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Squadron 992
Screen Shot Squadron 992.png
Title frame
Directed byHarry Watt
Produced byAlberto Cavalcanti (credited as Cavalcanti)
Written byW.D.H. McCullough
Narrated byLionel Gamlin
Music by
CinematographyJonah Jones
Edited byR.Q. McNaughton
Distributed by
Release date
  • 13 June 1940 (1940-06-13)
Running time
22 minutes, 51 seconds
CountryUnited Kingdom

Squadron 992 is a 23-minute 1940 British propaganda film produced by the General Post Office GPO Film Unit of the Ministry of Information and re-distributed by the National Film Board of Canada (NFB) as part of their wartime Canada Carries On series.[Note 1] The film was directed by Harry Watt and produced by Alberto Cavalcanti.[1] Squadron 992 describes the training and operations in 1940 of No. 992 (Barrage Balloon) Squadron RAF, a Royal Air Force (RAF) barrage balloon unit stationed in the United Kingdom.[2] The film's French version title was Escadrille 992.


By 1940, in the Second World War, 40,000 RAF personnel are in the RAF Balloon Command, created to protect urban centres and key targets such as industrial areas, ports and harbours. Balloons were intended to defend against Luftwaffe dive bombers attacking from heights up to 5,000 feet (1,500 m). The balloons forced the bombers to fly higher and into the range of concentrated anti-aircraft fire. A third of the balloon barrage were deployed over the London area.

Specialized training was involved in learning about riggings, how to secure the rope ties, inflation and maintenance of the balloons that includes patching the outer skin when tears or leaks are detected. The entire Squadron 992 also has to be mobile and able to set up and maintain the balloons, using a converted Crossley lorry that not only carries the balloon but has the winch equipment to raise it to height.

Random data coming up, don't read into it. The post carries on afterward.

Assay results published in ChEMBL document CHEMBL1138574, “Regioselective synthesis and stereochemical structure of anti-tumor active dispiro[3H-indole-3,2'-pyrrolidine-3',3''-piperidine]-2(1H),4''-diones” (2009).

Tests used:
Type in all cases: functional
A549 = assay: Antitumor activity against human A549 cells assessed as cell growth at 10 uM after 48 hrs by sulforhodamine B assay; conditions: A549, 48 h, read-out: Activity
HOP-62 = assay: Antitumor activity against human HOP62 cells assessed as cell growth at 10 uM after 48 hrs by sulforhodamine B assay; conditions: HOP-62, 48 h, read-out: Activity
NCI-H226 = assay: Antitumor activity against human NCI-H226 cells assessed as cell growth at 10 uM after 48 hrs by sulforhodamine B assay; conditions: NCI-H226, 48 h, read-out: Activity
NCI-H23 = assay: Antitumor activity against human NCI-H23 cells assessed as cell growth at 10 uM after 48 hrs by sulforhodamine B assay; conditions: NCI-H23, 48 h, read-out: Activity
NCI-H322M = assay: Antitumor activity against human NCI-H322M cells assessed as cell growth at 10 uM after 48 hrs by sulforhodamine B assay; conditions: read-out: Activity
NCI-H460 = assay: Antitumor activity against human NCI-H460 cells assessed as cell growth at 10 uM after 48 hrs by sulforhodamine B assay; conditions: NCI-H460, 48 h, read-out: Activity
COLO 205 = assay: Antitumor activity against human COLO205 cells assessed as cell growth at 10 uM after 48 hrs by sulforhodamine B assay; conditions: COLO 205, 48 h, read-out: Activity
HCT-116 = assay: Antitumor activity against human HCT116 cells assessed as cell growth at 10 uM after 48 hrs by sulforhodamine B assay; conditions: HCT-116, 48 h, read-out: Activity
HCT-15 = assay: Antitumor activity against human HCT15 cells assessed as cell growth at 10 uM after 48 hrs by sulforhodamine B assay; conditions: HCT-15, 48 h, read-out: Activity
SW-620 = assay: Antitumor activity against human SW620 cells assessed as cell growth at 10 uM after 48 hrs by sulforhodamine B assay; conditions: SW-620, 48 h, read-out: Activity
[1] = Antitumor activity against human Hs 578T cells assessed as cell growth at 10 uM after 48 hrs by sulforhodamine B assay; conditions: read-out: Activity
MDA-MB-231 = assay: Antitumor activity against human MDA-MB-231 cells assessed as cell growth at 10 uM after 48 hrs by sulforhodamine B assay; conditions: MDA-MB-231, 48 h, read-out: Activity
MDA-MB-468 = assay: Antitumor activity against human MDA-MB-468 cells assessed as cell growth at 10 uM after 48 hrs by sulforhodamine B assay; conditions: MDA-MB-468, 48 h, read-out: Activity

In 1939, the Luftwaffe attack on the Forth Bridge in Scotland ended with Supermarine Spitfires from No. 603 RAF "City of Edinburgh" Squadron intercepting the raiders. During the low-level attack, the Spitfires shot down the first German aircraft downed over Britain in the war.

Although the enemy raid was countered, Squadron 992 was rushed to the north to protect the coasts, estuaries and harbours in Scotland. Within a day, the 50 lorries from the squadron immediately created a barrage balloon area near the strategic Forth Bridge, setting up a headquarters and operations centre, designating varied sites for balloons to be located (including in farmer's yards) and establishing a supply depot to maintain the balloons.


  • Jock Harrison as Himself
  • Tommy Evans as Himself
  • Jim Gilder as Himself


The General Post Office Film Unit (United Kingdom) was originally set up to make short informational films publicizing the work of the Post Office, but by the late 1930s, had widened their scope to include documentaries about other aspects of life in Great Britain. After the outbreak of war in 1939, the GPO Film Unit concentrated on making propaganda films about various aspects of the war effort, of which Squadron 992 was one of the earliest productions. A request from the squadron commander to make a film publicising the role of his squadron, precipitated the production.[Note 2]

Squadron 992 incorporated scenes of the training of the balloon squadron as it was being formed then recreates an incident involving a Luftwaffe attack on the Forth Bridge on 16 October 1939.[4][Note 3]